• Some players may prefer a more traditional jazz guitar look

Brief Review & Star Rating

Review

This Rickenbacker guitar is a great choice for jazz guitarists who play with a little rock-influenced flavor. It's made in the distinctive Rickenbacker shape and has the brand's classic version of an f-hole. But this redesigned version has a feature that really sets it apart -- a Rick-O-Sound stereo output. With this feature, each pickup has its own signal, so you can send each to a different amp or effortlessly record in stereo. It's a remarkable feature that you don't often see.

This guitar comes with two high-gain, single-coil pickups. And with five control knobs, you can easily sculpt your sound. Notably, one is a "blend" knob that lets you combine the two pickups.

Our Star Rating

We think this guitar is the best for recording on the list, and we give it 3.5 out of five stars

What Should You Know Before Buying a Jazz Guitar?

Choosing a Body Type

The fully hollow body guitar is most commonly associated with jazz. Hollow body guitars have an incredibly warm tone that works well with most types of jazz. They sound best when played clean, but they also sound good when played into a lightly overdriven tube amp.

However, hollow-body guitars do have a downside. Namely, they're very prone to feedback when playing live. This can present a serious issue when playing with effects, especially high-gain effects like overdrive and distortion.

Some guitars for jazz, especially newer models, are semi-hollow guitars. These ones look like hollow guitars, but they have a solid block of wood at the center. That center block gives them some of the characteristics of solid body electrics, including increased sustain.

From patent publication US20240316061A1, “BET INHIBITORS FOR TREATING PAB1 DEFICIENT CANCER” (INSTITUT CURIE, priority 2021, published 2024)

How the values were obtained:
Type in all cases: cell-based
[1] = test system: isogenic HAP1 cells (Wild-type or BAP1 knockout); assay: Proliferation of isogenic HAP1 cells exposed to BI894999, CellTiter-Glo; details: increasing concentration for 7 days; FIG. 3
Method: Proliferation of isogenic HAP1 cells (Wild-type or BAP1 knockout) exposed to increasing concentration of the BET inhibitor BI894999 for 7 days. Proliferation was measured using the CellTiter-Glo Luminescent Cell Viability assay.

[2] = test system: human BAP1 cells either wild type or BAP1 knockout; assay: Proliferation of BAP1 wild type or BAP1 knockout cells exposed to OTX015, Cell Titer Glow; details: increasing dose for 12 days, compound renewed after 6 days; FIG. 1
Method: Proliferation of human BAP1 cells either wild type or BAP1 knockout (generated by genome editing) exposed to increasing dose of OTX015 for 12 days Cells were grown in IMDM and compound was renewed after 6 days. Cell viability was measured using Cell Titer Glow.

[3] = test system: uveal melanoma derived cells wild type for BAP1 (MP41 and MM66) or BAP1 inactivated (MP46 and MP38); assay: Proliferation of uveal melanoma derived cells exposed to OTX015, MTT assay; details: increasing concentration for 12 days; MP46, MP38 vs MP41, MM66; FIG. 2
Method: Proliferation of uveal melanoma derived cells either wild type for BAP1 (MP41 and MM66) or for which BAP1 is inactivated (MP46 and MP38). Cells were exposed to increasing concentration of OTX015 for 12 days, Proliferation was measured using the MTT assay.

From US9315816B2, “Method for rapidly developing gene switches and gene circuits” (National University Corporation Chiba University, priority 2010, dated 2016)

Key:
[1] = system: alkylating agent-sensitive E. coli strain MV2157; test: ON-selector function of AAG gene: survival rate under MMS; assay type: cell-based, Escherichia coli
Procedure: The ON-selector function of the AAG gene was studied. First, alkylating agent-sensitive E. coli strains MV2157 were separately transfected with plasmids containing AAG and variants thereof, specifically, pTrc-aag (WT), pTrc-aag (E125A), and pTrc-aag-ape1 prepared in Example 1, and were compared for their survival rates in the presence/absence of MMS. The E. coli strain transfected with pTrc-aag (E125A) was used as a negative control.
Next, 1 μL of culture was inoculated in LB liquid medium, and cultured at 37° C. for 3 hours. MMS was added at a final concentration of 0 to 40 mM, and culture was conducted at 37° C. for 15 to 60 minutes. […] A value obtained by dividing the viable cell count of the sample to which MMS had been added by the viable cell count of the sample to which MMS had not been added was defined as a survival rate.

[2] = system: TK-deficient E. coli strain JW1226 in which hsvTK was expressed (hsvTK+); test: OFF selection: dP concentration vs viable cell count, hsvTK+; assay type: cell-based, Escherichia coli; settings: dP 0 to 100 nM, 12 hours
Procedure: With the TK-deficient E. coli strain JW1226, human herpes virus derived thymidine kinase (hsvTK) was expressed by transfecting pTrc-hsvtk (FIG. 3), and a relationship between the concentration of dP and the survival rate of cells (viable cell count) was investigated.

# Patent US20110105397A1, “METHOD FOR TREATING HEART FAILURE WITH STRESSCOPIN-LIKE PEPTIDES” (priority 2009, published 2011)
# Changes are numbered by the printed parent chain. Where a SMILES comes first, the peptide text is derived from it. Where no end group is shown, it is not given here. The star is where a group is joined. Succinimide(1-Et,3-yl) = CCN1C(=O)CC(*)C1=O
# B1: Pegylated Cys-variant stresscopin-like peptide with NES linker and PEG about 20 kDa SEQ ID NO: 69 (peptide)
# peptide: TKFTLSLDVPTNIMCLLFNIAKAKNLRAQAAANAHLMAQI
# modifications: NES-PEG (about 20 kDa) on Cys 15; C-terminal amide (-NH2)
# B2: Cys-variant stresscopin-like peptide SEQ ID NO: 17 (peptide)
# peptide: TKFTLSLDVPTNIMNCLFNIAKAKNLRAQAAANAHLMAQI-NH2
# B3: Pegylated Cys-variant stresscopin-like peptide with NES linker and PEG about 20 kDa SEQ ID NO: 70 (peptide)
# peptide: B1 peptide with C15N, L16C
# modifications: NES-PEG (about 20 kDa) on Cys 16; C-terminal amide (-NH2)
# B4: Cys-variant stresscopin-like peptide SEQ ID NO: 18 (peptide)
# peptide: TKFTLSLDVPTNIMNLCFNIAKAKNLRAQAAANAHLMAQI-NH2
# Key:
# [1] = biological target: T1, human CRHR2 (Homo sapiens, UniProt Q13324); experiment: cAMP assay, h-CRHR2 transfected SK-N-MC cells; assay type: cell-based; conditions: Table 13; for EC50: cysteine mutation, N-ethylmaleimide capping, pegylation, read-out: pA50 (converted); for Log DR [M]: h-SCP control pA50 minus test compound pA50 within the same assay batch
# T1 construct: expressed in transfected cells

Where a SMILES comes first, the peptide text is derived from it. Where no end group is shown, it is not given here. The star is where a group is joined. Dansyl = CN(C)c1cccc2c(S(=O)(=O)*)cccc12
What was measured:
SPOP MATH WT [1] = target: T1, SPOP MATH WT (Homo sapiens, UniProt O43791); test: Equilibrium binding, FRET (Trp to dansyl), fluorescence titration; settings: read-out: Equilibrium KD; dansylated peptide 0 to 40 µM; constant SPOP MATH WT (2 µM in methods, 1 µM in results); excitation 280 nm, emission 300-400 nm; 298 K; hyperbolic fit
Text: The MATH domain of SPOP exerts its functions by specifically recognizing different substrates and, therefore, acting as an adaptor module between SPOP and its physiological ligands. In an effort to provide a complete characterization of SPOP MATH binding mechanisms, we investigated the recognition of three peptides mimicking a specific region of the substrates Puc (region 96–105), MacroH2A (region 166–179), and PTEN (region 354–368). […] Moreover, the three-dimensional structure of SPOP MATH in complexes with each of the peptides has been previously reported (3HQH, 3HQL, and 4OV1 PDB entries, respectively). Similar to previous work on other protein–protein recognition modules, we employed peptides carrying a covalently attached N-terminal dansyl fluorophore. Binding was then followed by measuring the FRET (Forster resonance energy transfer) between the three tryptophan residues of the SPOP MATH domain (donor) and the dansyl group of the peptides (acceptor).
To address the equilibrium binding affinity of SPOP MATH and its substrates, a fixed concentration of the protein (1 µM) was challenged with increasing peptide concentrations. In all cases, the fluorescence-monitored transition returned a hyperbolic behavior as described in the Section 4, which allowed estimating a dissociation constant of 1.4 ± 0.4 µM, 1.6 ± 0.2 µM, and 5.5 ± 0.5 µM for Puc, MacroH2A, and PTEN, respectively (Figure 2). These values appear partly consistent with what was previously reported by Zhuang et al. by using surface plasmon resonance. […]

Because they're much less prone to feedback problems, semi-hollow body guitars are ideal for those who play rock-influenced jazz or who want to play with effects.

Choosing Your Pickups

Most jazz guitar models come with either humbuckers or P90 pickups. You probably already know that humbuckers are great for keeping noise to a minimum. They also have a smoother sound. Having P90 pickups is great if you like some extra vintage vibe and don't mind a little grit in your sound.

Selecting Tonewoods

Pickups are important when you're looking for the best jazz guitar, but so are tonewoods. Maple is a common choice when it comes to jazz guitar models -- it's strong, and it imparts some crispness and clarity to your sound. Mahogany's mellow warmth is also great for jazz. Plenty of archtop guitars also have spruce tops that offer optimal responsiveness.

In Conclusion

We think any electric guitar on our list is a worthy investment. But our top choice is the Guild Starfire I Jet. With three P90 pickups, this semi-hollow body guitar is capable of a dazzling array of tones. Plus, it has a tremolo system for even more expressive playing, and it's affordable to boot.

If you have a lot to spend, we also like the Gibson Custom 1961 ES-335 Reissue VOS, a semi-hollow body that has the most authentic vintage tone you can get.

What do you think? Did we leave out any high-quality jazz guitar options? Please let us know in the comments, and don't forget to share if you found it useful!